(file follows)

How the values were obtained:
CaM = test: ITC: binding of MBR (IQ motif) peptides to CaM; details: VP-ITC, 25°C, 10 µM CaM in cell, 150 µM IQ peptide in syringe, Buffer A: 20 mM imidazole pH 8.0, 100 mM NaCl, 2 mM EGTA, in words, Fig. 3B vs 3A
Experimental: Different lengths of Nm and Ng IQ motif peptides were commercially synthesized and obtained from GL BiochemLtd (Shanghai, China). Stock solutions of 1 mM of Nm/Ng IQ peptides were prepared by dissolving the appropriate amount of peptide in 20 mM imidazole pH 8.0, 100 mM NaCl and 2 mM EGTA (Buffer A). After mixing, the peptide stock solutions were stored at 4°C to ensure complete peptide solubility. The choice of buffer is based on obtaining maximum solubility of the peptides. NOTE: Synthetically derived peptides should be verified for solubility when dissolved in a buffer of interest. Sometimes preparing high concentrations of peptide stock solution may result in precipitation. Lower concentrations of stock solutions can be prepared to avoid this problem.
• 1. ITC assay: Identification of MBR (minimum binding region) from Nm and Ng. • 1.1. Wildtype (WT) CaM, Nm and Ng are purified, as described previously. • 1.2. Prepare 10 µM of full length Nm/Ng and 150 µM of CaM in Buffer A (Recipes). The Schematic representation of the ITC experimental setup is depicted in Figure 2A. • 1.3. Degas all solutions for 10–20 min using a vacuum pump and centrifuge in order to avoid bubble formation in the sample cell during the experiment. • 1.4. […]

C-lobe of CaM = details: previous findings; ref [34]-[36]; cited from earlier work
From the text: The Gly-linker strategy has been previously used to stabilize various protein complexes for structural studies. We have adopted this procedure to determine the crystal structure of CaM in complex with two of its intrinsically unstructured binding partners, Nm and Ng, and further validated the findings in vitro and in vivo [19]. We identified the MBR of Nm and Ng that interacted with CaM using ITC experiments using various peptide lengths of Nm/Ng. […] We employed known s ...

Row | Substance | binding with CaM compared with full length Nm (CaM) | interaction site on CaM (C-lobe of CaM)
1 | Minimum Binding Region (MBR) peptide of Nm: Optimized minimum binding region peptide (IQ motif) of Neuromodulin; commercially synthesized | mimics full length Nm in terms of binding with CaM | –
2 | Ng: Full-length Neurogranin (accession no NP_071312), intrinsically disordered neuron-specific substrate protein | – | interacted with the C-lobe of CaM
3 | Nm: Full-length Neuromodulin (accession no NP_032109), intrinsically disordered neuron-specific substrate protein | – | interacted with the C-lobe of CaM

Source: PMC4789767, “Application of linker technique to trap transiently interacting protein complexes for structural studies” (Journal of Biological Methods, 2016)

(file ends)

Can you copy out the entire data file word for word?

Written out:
How the values were obtained:
CaM = test: ITC: binding of MBR (IQ motif) peptides to CaM; details: VP-ITC, 25°C, 10 µM CaM in cell, 150 µM IQ peptide in syringe, Buffer A: 20 mM imidazole pH 8.0, 100 mM NaCl, 2 mM EGTA, in words, Fig. 3B vs 3A
Experimental: Different lengths of Nm and Ng IQ motif peptides were commercially synthesized and obtained from GL BiochemLtd (Shanghai, China). Stock solutions of 1 mM of Nm/Ng IQ peptides were prepared by dissolving the appropriate amount of peptide in 20 mM imidazole pH 8.0, 100 mM NaCl and 2 mM EGTA (Buffer A). After mixing, the peptide stock solutions were stored at 4°C to ensure complete peptide solubility. The choice of buffer is based on obtaining maximum solubility of the peptides. NOTE: Synthetically derived peptides should be verified for solubility when dissolved in a buffer of interest. Sometimes preparing high concentrations of peptide stock solution may result in precipitation. Lower concentrations of stock solutions can be prepared to avoid this problem.
• 1. ITC assay: Identification of MBR (minimum binding region) from Nm and Ng. • 1.1. Wildtype (WT) CaM, Nm and Ng are purified, as described previously. • 1.2. Prepare 10 µM of full length Nm/Ng and 150 µM of CaM in Buffer A (Recipes). The Schematic representation of the ITC experimental setup is depicted in Figure 2A. • 1.3. Degas all solutions for 10–20 min using a vacuum pump and centrifuge in order to avoid bubble formation in the sample cell during the experiment. • 1.4. […]

C-lobe of CaM = details: previous findings; ref [34]-[36]; cited from earlier work
From the text: The Gly-linker strategy has been previously used to stabilize various protein complexes for structural studies. We have adopted this procedure to determine the crystal structure of CaM in complex with two of its intrinsically unstructured binding partners, Nm and Ng, and further validated the findings in vitro and in vivo [19]. We identified the MBR of Nm and Ng that interacted with CaM using ITC experiments using various peptide lengths of Nm/Ng. […] We employed known s ...

Row | Substance | binding with CaM compared with full length Nm (CaM) | interaction site on CaM (C-lobe of CaM)
1 | Minimum Binding Region (MBR) peptide of Nm: Optimized minimum binding region peptide (IQ motif) of Neuromodulin; commercially synthesized | mimics full length Nm in terms of binding with CaM | –
2 | Ng: Full-length Neurogranin (accession no NP_071312), intrinsically disordered neuron-specific substrate protein | – | interacted with the C-lobe of CaM
3 | Nm: Full-length Neuromodulin (accession no NP_032109), intrinsically disordered neuron-specific substrate protein | – | interacted with the C-lobe of CaM

Source: PMC4789767, “Application of linker technique to trap transiently interacting protein complexes for structural studies” (Journal of Biological Methods, 2016)